US lab and HSE 'deeply regret' suffering of woman who died of cervical cancer

ireland
Us Lab And Hse 'Deeply Regret' Suffering Of Woman Who Died Of Cervical Cancer Us Lab And Hse 'Deeply Regret' Suffering Of Woman Who Died Of Cervical Cancer
Outside the court, Padraig Creaven from Menlo, Galway said: “I feel that I have some small bit of justice for Aoife". Photo: Collins Courts
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Ann O'Loughlin

The HSE and a US laboratory today said in the High Court they “deeply regret the pain, suffering and incalculable loss” experienced by a 40-year-old woman who died of cervical cancer, her husband and family.

Aoife Mitchell Creaven had to have a termination at 20 weeks of her much wanted IVF pregnancy after she discovered she had terminal cervical cancer.

Three years after her death in 2015, her family were told of a CervicalCheck audit of her 2011 smear test taken under the national screening programme showed a change in the interpretation from the original result of no abnormalities detected.

Her husband who sued for nervous shock over his wife’s death and the alleged misinterpretation of her 2011 smear slide included a claim for the costs of future surrogacy. The court heard he hopes to use the couple’s frozen embryos to fulfil his deceased’s wife wish for a child through surrogacy.

'Tragic case'

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In a statement to the High Court as the settlement was announced the HSE and US laboratory CPL said they wished to acknowledge that this “is a uniquely tragic case which has had the most devastating consequences for Aoife, her husband Padraig Creaven, and for Aoife’s family.”

It added: “We deeply regret the pain, suffering and incalculable loss experienced by Aoife, Padraig and her family.”

The HSE in the statement said it “reiterates its sincere and unreserved apology to Mr Creaven for the failure by the CervicalCheck programme to communicate with him in a timely and appropriate way, the results of an audit that indicated a change in the interpretation of Aoife’s smear taken on August 8, 2011."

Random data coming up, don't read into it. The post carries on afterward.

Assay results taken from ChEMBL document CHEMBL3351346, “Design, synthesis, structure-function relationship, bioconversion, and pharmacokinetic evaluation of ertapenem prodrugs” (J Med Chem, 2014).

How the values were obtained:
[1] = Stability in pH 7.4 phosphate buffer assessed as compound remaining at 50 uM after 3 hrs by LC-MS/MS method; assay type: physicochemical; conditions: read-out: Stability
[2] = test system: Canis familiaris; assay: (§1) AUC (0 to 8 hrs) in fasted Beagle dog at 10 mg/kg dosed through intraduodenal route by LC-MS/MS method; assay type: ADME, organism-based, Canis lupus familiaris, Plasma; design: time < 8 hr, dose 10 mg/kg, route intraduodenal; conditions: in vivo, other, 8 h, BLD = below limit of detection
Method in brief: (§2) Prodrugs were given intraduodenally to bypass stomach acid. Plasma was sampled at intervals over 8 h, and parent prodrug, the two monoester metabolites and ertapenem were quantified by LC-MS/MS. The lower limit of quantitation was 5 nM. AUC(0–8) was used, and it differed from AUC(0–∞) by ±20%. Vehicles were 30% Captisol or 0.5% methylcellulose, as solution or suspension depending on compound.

Noting the settlement Ms Justice Deirdre Murphy said she would like to extend her sympathy and condolences to Mr Creaven and the Mitchell family.

Termination

The judge said the court was particularly struck by the opening of the case where it was stated that Mrs Marcella Mitchell had travelled to London with her daughter Aoife for the termination.

The judge said one can only imagine how horrendous that was for the mother and daughter.

Outside court, Mr Creaven from Menlo, Galway flanked by his solicitor Cian O’Carroll in a statement said he was happy to have got acknowledgements from the HSE and CPL.

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“I feel that I have some small bit of justice for Aoife,” he said.

He added: “I hope going forward that more women won’t have to lose their lives before the system changes.”

He said he wanted to acknowledge Aoife’s family for all the help and support and of him and his late wife “through an unimaginably difficult time”.

The details of the settlement are confidential.

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